Those lessons, learned on the golf course, were transferable to his life. When struck with a crippling disease from which there was no hope of a cure, Bobby met with his family and told them of his diagnosis. He then told them that they should not speak of it again because, as he had learned on the links, "we must play the ball as it lies."
It is a travesty when anyone is struck with an incurable, crippling disease. But somehow it seems even more so when the victim was the greatest golfer of his era, and so loved internationally. But Bobby Jones suffered with dignity. He simply refused to complain or allow his misfortune to sour his outlook on life.
Golf can, if we allow it to, make us better people. That is not, of course, to say that we don't have poor sports, cheaters, quitters, and complainers on our golf courses. But those people are not truly golfers. Real golfers embrace honesty and integrity, and the virtue of never giving up and playing the ball as it lies.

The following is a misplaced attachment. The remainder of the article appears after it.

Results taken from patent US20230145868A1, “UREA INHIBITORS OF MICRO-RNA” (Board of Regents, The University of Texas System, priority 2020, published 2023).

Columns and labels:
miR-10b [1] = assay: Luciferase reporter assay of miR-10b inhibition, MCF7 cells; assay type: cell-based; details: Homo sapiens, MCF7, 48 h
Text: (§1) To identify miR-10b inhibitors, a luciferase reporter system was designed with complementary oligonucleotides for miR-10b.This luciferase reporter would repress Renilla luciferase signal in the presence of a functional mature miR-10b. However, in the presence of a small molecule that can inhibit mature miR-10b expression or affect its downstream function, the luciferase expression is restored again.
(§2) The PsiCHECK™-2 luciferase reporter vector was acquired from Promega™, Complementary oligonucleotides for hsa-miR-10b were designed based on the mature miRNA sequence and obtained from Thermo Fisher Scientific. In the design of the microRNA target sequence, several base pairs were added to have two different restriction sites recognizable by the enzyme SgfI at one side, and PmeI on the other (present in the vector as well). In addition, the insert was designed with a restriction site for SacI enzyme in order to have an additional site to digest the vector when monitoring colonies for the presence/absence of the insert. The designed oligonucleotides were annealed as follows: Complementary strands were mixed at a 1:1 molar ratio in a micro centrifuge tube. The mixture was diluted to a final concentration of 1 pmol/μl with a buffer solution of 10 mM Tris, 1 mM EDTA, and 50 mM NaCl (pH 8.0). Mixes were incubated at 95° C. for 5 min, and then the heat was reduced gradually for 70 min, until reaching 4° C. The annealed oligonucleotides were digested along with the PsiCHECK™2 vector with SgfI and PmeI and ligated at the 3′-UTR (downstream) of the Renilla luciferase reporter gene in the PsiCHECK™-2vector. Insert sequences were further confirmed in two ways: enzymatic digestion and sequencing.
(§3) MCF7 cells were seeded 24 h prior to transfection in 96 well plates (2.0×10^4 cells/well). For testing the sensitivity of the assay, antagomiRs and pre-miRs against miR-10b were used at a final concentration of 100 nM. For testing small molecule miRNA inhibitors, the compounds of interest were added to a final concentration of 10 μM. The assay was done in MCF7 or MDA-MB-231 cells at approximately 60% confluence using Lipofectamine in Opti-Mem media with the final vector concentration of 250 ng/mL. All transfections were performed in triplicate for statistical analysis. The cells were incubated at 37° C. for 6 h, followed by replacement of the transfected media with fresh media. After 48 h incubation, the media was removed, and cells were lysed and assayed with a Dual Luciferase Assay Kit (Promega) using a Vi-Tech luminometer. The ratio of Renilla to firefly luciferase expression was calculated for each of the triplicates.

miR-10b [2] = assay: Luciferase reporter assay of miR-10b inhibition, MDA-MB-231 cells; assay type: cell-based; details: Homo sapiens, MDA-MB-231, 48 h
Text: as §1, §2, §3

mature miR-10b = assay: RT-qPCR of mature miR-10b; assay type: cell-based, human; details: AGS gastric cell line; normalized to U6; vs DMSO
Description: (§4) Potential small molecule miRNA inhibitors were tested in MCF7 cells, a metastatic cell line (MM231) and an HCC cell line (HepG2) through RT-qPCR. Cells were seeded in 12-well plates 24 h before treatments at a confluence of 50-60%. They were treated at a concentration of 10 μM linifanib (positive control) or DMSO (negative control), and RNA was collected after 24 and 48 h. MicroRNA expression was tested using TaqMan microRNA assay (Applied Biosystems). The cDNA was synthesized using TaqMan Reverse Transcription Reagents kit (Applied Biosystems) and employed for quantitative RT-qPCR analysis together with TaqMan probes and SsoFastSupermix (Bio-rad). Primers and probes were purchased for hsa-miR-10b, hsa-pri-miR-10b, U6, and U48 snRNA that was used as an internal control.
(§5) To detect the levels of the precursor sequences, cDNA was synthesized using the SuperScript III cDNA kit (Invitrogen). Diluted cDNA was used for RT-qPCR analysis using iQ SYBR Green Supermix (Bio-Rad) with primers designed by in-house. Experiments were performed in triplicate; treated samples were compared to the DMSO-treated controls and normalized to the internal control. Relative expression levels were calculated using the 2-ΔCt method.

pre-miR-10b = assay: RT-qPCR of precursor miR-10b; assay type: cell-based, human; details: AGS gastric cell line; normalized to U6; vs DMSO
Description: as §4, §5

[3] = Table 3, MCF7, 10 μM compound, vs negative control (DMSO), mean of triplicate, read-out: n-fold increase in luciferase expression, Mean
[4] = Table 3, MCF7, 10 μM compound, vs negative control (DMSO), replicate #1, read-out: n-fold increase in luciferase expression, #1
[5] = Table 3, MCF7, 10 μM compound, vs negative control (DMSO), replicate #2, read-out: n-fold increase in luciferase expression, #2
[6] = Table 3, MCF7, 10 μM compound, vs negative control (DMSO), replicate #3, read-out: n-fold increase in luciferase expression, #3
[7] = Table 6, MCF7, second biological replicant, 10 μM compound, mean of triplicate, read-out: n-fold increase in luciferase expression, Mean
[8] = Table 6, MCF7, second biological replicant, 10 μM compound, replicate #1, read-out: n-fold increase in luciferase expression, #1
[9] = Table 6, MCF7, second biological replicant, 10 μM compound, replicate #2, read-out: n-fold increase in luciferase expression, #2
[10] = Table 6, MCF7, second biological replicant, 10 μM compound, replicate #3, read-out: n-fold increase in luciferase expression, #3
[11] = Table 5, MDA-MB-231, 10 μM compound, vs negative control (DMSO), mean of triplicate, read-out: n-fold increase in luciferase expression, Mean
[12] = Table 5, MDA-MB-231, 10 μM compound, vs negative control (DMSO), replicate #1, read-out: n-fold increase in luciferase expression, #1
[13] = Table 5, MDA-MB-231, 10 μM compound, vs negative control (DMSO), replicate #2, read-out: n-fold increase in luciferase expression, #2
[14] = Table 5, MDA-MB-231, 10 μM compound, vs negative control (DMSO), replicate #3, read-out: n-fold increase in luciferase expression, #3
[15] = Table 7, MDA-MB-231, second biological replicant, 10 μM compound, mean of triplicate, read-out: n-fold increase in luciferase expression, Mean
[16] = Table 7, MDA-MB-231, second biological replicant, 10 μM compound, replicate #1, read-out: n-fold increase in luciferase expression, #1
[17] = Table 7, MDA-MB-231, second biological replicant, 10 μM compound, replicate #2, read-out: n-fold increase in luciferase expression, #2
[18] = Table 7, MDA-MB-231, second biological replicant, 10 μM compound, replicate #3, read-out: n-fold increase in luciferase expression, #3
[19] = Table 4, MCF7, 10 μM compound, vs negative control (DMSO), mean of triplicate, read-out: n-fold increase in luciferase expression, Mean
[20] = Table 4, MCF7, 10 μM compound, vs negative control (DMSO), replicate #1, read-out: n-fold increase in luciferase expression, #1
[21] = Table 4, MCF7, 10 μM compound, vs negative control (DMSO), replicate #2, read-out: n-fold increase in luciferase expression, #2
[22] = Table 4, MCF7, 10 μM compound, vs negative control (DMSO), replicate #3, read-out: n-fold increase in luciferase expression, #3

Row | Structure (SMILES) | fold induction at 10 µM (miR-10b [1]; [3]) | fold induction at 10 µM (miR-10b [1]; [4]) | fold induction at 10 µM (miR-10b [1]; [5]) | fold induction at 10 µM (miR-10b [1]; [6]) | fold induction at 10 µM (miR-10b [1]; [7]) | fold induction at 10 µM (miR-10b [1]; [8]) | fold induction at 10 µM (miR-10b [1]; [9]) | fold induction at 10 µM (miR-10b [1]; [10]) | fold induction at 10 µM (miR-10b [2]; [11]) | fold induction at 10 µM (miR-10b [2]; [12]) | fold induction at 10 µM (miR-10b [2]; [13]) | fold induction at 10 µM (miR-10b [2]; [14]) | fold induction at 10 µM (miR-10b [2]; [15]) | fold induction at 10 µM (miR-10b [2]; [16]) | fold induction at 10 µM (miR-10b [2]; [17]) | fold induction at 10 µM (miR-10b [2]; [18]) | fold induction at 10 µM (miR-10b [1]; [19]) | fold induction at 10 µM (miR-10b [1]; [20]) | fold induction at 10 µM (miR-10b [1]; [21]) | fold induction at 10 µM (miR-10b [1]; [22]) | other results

And those are lessons that many other sports, where winning is so important, sometimes fail to teach us. In golf, regardless of what Tiger was taught to believe as a youngster, second place does not suck. In fact, it's a shame that Tiger was taught to think that way. In golf, it really isn't whether you win or lose that counts. In golf it really is all about how you play the game. That's why there are many stories of great, and not-so-great, players who chose to call penalties on themselves, even when to do so might have cost them fame or fortune. Golf is that kind of game. And Bobby Jones is the finest example we have ever had of a true golfer.